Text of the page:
"I felt confident coming in. But to be able to go out and pitch well against that team and get us a big win, feels really good," Sabathia said.

He said he's surprised himself by how fast he was able to return to action.

"I would have said, `No way.' But everything's worked out," he said. "I want to keep going out there and helping the team."

The Yankees won for the fifth time in six games and snapped Boston's three game winning streak to pull within four games of the first-place Red Sox in the AL East.

Chris Sale (14-5) struck out nine, but was tagged for the four runs and seven hits. He is still looking for his first victory in the rivalry. He had allowed three runs or more only once over his previous six starts and had a 1.19 ERA in three starts against the Yankees. New York is 4-0 in games he has started.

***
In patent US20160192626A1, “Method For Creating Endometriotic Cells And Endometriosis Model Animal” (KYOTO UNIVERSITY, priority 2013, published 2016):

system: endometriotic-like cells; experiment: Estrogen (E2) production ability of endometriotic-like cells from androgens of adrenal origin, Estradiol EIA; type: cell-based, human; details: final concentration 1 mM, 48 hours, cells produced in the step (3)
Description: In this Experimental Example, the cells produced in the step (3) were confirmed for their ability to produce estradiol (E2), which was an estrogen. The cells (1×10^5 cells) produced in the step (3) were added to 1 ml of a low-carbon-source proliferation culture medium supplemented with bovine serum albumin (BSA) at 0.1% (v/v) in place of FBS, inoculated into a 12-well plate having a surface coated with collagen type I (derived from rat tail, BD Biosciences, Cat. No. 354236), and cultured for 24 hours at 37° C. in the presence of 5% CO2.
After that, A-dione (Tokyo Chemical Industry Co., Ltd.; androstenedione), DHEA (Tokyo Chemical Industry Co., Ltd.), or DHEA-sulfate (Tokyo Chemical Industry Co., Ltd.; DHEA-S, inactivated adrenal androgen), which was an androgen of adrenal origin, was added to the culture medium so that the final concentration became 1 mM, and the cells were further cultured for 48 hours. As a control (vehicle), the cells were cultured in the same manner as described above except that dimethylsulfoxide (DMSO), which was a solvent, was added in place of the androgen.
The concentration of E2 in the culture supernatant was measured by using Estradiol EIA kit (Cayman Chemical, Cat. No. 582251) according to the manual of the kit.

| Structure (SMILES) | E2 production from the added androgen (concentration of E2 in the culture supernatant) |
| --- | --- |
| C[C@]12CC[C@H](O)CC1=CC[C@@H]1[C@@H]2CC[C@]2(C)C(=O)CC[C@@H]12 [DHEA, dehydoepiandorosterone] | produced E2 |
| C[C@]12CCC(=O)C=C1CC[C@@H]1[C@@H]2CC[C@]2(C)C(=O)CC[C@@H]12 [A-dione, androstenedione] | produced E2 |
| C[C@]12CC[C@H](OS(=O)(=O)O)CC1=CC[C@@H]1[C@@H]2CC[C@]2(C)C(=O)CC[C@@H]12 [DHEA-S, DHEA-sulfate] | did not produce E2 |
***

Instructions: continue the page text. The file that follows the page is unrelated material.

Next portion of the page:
The Yankees needed all four runs to preserve the win.

The score was 4-3 the eighth when Andrew Benintendi struck out, but advanced to first on a wild pitch by reliever David Robertson. Hanley Ramirez followed by lining a double to left field. The Yankees then intentionally walked Chris Young to load the bases.

But Robertson was able to settle down and struck out Xander Bogaerts on three straight knuckle curves.

Boston got within a run an inning earlier when Rafael Devers got ahold of reliever Adam Warren's fastball, driving it just over the center-field boundary for a home run. It was confirmed after an umpire review. Devers' eighth homer was the latest highlight in the rookie's remarkable run since being called up to the majors July 24.

"Even when we lose, we don't go down easy," Sale said. "They throw some tough arms out there. We put some good at-bats together...We just couldn't squeeze it out."